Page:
Days later he rafted the flooded Mississippi, then sloshed onward for two more miles before reaching dry ground. Uphill and down, daylight to dark, smaller streams came and fell behind. Late one evening he reached the Sabine River, and camped on the east bank. The fire felt extra good that night. He was nearly home.
At daybreak he swam the river. Climbing out of the bottomland timber, he stopped to scan the ridge ahead. Deer watched from a rifleshot away. They danced over the hill and out of sight as he approached. The odor of hogs lay heavy in a baygall; their vacant bed of pine needles was heaped high beneath wax-myrtle bushes. A turkey gobbled ahead; then a flock of them thundered away like Yankee cannons. Halting to rest beside a spring seeping from the hillside, the man spied a bear track oozing with water.
Near dusk he paused on a high hill. Ahead across the pale green of bottomland timber he traced the course of the Angelina River. Near at hand, on a familiar ridge, a thread of smoke curled above the trees.
Drawing a deep breath, he moved on, more slowly this time. Little had changed. He was home.
A century passed, and a boy was growing up in Angelina County. His roots were deep in the pinewoods sand and bottomland clay. His great-great-grandfather lay under the red oaks on the ridge, where you could still dimly see the crossed sabers on the gravestone. Great-grandfather and Great-grandmother were there, too, and Grandma. Grandfather was still alive; he puttered around the house and in the woods.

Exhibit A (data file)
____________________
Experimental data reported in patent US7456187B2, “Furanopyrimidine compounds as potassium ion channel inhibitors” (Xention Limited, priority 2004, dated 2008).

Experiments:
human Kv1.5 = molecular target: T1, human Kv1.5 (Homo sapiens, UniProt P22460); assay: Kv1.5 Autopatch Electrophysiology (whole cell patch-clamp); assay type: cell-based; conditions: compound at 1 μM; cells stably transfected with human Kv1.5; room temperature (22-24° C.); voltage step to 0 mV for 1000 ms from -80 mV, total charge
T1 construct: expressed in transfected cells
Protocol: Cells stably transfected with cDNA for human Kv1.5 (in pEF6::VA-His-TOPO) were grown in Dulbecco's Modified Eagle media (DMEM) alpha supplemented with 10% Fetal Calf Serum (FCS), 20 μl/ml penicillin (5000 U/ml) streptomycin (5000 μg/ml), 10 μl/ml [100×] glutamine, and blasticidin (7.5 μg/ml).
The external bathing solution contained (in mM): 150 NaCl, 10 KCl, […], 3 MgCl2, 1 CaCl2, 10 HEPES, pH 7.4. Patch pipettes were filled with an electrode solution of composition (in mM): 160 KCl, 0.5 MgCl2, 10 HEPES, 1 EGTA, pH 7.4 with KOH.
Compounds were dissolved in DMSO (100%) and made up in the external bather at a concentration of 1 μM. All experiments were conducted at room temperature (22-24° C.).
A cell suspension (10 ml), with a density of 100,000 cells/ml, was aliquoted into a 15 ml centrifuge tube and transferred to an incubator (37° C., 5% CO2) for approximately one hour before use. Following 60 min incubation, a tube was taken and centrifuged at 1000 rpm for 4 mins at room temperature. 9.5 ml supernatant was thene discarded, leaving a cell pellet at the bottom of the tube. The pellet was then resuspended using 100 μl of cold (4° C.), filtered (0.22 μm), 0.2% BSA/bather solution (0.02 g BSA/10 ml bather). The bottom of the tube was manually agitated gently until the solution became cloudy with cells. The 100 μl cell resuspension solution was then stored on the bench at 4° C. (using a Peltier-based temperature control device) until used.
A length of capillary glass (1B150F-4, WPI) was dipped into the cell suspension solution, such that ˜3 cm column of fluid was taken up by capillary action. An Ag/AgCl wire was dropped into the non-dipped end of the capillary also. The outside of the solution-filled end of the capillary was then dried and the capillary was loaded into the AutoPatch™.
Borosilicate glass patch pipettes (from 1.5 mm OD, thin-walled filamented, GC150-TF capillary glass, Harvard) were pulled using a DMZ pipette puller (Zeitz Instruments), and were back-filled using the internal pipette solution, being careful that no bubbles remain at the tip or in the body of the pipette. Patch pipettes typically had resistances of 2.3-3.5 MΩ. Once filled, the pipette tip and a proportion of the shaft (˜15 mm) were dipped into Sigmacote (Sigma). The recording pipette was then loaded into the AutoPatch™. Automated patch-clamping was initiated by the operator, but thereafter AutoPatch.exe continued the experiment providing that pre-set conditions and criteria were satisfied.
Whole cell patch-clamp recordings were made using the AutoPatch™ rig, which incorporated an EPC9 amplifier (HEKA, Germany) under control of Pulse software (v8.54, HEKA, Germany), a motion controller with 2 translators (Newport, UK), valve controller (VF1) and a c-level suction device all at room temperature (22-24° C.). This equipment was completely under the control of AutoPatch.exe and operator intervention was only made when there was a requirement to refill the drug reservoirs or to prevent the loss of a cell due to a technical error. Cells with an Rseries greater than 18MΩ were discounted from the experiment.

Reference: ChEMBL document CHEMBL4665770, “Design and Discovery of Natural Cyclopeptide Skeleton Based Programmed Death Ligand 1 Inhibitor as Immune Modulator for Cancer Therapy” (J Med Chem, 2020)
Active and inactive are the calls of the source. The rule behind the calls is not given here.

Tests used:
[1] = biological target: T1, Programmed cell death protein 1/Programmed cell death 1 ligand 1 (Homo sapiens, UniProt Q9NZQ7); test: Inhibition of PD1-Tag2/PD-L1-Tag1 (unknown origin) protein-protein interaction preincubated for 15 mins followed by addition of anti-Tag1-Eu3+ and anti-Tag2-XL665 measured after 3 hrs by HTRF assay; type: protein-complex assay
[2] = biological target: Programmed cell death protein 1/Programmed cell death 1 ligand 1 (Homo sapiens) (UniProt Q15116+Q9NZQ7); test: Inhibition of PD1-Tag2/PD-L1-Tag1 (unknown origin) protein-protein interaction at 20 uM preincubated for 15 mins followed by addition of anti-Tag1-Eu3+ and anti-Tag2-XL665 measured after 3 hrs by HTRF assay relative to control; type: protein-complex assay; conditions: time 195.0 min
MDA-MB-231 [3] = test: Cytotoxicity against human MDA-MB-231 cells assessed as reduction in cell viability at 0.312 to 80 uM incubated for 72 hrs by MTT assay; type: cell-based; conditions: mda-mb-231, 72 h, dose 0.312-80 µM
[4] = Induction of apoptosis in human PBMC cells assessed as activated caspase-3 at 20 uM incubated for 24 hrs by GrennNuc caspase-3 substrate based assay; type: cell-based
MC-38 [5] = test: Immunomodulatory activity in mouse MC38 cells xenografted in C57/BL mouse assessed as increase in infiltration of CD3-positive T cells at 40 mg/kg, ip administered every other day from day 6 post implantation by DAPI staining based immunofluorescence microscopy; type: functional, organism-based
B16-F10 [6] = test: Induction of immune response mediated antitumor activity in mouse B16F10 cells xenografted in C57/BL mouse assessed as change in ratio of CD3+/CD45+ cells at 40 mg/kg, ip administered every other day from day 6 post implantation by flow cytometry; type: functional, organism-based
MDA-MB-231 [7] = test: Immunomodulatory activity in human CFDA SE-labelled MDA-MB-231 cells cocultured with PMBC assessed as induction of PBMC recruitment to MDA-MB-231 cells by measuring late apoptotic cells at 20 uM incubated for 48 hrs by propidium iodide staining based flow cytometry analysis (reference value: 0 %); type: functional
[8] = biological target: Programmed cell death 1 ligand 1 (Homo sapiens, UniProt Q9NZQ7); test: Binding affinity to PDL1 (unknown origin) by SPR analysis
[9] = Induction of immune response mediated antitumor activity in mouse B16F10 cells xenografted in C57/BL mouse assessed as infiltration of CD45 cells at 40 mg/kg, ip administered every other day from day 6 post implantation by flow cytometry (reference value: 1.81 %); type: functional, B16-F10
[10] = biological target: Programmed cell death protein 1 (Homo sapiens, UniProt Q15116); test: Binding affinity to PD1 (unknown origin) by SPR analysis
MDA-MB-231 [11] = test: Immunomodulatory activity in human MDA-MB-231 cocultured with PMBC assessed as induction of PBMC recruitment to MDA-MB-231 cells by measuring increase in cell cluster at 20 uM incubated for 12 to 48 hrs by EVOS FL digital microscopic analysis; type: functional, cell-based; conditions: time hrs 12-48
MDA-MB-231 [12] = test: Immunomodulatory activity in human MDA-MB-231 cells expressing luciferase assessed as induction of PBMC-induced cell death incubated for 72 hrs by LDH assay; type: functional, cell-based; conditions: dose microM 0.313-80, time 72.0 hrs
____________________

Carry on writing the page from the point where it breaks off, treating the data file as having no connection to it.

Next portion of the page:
Grandfather loved to talk. He talked mostly about bears and wolves and panthers, and about the fantastic shots he had made on deer. He talked about the old days and how good it had been back then.
When the boy was young, Grandfather took him into the woods. They hunted squirrels and looked for the rare sign of deer. The man showed the boy where the beech trees bore nuts for the gray squirrels, and where razorback hogs came for acorns in the fall. He pointed to the tracks of raccoons in the bottomlands; to the white geese in fall, winging their way south over the treetops.
Soon the boy walked away from the old man. His legs grew long and he ranged far afield, filling his days and his head with the things Grandfather had taught. Often he wished for bears and panthers.